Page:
It’s a process with many names – most of which have ‘re-‘, in them.

Reboot. Re-imagining. Re-telling. Re-interpretation.

Many words; one process. And a simple one, at that.

1. Take a cherished old tale (legend, myth, comic strip, whatever).

2. Give it a “new” twist.

3. Re-package (Great. Another ‘re-‘) it, as a movie, or TV series.

4. Hype it, to the gills.

5. And…

Boom! Mega-bucks, at the box office. Multiple sequels follow. Millions, in spin-off merchandise. Hopefully.

Hollywood has been at it, for decades. It only feels as if “re-packaging” is all that the movie industry has been capable of, in recent years.

The latest thing is with fairy tales. So, in the months to come, we can look forward to gems such as:

“Snow White and The Huntsman”. Wherein the huntsman in question deviates from his orders to kill the little lady, becoming instead her martial arts mentor.

“The Seven”. Another take on the Snow White legend, with the dwarves “re-invented” as a Shaolin-style warrior sect.

“Hansel and Gretel: Witch Hunters.” Some 20-odd years on, the plucky kids have grown up to become leather clad, kick-ass psychic investigators, with mad witch-killing skills.

Hmm. Maybe not.

However, there is one legend who has consistently provided filmmakers with tales of great quality. And – in his many incarnations – produced some memorable performances, as well.

I refer to The Strange Case of Mr. Sherlock Holmes.

Sir Arthur Conan Doyle introduced the character in the late 19th century. A series of tales in which John H. Watson – a solid medical doctor, invalided out of the British Army after serving in the Second Anglo-Afghan War (1878-1880) – described the activities of his friend, Sherlock Holmes.

Consulting detective to the London police, Holmes possessed the remarkable ability to deduce a sequence of events from what looked to be the scantest of physical evidence.

Portrayed as cold, calculating, but ultimately noble, the only woman for whom anything like emotion stirred in Holmes’ dispassionate heart was a criminal – the American born actress, adventurer, and con artist, Irene Adler.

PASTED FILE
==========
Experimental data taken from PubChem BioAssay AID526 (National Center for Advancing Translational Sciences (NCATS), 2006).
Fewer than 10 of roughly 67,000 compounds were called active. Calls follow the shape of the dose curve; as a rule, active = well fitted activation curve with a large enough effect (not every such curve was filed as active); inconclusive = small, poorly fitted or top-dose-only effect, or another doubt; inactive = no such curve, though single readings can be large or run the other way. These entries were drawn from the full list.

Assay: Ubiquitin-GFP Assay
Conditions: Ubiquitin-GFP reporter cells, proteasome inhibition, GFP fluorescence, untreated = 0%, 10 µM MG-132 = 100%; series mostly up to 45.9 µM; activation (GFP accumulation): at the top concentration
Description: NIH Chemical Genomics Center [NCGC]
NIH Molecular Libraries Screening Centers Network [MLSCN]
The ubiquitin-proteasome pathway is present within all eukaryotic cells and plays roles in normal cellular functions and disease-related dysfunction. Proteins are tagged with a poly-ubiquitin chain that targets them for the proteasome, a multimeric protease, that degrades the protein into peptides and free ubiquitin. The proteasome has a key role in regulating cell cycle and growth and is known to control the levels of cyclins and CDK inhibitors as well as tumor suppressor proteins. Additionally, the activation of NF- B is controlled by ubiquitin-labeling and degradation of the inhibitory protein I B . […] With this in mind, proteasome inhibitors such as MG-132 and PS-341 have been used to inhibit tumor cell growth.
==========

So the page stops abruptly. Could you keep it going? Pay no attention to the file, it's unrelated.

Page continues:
Conan Doyle gave us mind-boggling mysteries. Explosive action. Plus a brilliant and sinister arch-villain.

Hollywood snapped it up. And gave us Basil Rathbone.

In a series of 14 films spanning the years 1939-1946, Rathbone’s Sherlock Holmes re-created many of the classic Conan Doyle stories. He also found time to battle the vampire lord, Count Dracula. And take on the forces of Hitler’s Third Reich, during World War II.

Same character. Different settings. Different time-frames.

Fast forward, to 2010. And an offering not from Hollywood, but from the British Broadcasting Corporation (BBC).

The TV series, “Sherlock”, to be precise.


Holmes and Watson. Sorry; Sherlock and John.

Created by Steven Moffat and Mark Gatiss (both of whom have worked on the cult Sci-Fi series “Doctor Who”), “Sherlock” stars Benedict Cumberbatch, as Sherlock Holmes, and Martin Freeman as Dr. John Watson.

The show is a contemporary re-working (oh dear) of the Conan Doyle legend. Similar, but different. So…

Dr. Watson is retired on a disability pension from the British Army, after serving in Afghanistan. No changes there, then.

Holmes uses the Internet, GPS, cell phone, and other modern technology, to solve crimes. But his powers of deductive reasoning are as keen as ever. And he serves as the world’s only “consulting detective”. The professional investigator the police call upon when their own resources prove inadequate to the task. Even though Sherlock describes himself as “a high-functioning sociopath.”

So Detective Inspector Greg Lestrade of the London Metropolitan Police (played by Rupert Graves) calls on Sherlock’s services reluctantly – but more often than he’d care to admit.

As does Sherlock’s brother Mycroft, a tall, thin, quintessential Englishman (played by series co-creator Mark Gatiss) who bears a striking resemblance to the arch-villain, Prof. James Moriarty – as described in the Conan Doyle literature.

Which makes Andrew Scott’s “Call me Jim” Moriarty such a pleasant surprise. He looks like any average Joe on the street, but this Moriarty is quirky, amoral, dangerous, and totally psychotic. The world’s only “consulting criminal.” The evil mastermind other criminals hire, when the job they want done is too messy, complex, or nasty for them to handle, themselves.

Similar. Different. Incredibly good. This is how to “re-invent” a legend.

An accolade that may not apply to the upcoming US TV series pilot, “Elementary”, which will re-locate Holmes to modern-day America, re-gender Doctor Watson as a woman, and re-…

Well. A story for another time, perhaps.

Until I re-turn, then.